Florida lawmakers are working to faze out the Florida Comprehensive Assessment Test from the state’s primary schools. The test is given to students in grades thirds thru tenth, but only determines promotion for third, eighth and tenth graders.
The test has been under scrutiny for being too critical of students and teachers performance in the classroom.
According to the Florida Department of Education, FCAT results can determine key factors that can help or hinder the operation of schools such as; school rank, course offerings and funding. Florida developed the A+ Plan in accordance with the No Child Left Behind Act of 2001, offering financial incentives for schools whose pupils do well on state standardized tests.
Schools whose students do not perform well on these tests are forced to educate more remedial students with fewer resources. The teachers who instruct those remedial students are faced with the threat of a demotion or unemployment if the scores do not improve.
The exams place emphasis on reading, science and math neglecting the disciplines of history and civics in the classroom leaving children not as well rounded. “What No Child Left Behind has done is to narrow education to just testing reading and math, and we’re losing history and civics, the arts, science, literature, foreign languages,” said Diane Ravitch, former assistant secretary of education in the second Bush administration.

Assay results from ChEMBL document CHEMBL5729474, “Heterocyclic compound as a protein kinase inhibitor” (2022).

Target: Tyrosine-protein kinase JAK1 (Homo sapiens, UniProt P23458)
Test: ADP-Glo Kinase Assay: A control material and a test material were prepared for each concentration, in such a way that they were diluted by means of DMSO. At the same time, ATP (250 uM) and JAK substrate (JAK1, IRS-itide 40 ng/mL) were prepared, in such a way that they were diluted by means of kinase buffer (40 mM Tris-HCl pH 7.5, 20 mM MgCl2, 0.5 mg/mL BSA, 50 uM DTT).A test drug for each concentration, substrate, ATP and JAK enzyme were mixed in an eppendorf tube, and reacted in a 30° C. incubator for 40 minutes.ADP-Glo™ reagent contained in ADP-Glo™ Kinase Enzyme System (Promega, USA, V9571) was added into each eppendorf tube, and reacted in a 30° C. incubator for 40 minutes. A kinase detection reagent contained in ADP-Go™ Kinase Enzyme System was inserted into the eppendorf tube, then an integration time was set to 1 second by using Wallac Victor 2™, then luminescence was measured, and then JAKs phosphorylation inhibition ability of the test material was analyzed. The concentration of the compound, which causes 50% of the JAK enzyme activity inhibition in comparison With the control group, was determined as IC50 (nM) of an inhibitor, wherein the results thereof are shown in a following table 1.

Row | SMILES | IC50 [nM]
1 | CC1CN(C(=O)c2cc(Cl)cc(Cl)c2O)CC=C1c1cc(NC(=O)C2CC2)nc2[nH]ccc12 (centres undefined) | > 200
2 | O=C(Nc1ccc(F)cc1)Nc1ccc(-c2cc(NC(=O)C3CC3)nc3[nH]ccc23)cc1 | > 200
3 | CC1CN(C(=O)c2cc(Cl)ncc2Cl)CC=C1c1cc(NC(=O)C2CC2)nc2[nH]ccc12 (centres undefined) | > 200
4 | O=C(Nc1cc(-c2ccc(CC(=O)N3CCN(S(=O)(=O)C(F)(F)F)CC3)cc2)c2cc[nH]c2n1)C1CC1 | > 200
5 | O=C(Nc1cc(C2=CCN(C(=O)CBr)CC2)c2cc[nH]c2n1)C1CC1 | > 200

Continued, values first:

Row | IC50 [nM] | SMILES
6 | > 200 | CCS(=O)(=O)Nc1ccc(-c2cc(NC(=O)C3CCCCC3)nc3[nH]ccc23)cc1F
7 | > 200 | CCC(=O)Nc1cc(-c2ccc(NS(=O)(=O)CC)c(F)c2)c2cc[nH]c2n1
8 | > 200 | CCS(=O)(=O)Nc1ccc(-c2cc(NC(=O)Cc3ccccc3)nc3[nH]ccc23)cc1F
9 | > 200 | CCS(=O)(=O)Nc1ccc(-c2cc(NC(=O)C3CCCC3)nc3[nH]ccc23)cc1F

“Everything that makes a person an educated person is being put aside because we’re only focusing on basic skills.”
Ravitch, in her new book “The Death and Life of The Great American School System,” reveals why she disagrees with placing emphasis on a standardized test in the classroom.
“Performance has got to be more than just measuring these narrow skills. I mean, they are very important and the foundation of an education. But if you don’t know any history, and you don’t know anything about your government, you’re not an educated person,” Ravitch said in a CNN interview with Kate Bouldan.
If lawmakers pass the bill to end FCAT this session, the test will slowly begin to faze out of school curriculum within the next four years, beginning with the math portion next year. The elimination of the test is very important for ensuing generations of Florida’s students and taxpayers. Schools will finally be able to produce students who are both educated and cultured. For taxpayers, a $33-44 million burden could be lifted, according to 10 years of FCAT angst, a March 8th St. Petersburg Times article. Lawmakers should not waste anymore time or money in implementing FCAT.